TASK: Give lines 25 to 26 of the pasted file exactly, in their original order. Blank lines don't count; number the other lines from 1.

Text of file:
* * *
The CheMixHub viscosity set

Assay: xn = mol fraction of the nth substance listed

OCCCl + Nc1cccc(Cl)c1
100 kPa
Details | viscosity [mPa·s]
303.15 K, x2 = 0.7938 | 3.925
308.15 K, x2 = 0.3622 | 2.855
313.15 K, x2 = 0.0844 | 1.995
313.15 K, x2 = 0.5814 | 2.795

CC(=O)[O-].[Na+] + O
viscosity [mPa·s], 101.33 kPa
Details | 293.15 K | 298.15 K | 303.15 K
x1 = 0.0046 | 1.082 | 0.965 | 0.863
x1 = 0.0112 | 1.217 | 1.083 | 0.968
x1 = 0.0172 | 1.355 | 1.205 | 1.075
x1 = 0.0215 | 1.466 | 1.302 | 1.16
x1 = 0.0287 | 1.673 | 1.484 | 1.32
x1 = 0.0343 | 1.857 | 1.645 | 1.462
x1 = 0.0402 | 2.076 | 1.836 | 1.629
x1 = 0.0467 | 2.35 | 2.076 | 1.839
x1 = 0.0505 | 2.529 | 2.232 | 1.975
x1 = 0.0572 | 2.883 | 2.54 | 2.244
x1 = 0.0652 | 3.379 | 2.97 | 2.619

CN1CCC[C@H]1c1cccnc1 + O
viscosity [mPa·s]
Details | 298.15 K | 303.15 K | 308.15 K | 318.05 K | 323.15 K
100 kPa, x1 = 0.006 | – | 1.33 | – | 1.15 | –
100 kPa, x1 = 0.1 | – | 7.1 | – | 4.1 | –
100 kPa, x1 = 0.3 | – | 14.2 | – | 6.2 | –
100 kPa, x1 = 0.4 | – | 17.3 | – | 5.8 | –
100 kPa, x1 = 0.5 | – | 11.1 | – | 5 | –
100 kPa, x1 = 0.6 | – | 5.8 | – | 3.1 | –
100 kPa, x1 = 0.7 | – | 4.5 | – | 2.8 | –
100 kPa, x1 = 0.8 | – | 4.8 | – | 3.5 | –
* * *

viscosity [mPa·s]
Details | 298.15 K | 303.15 K | 308.15 K | 318.05 K | 323.15 K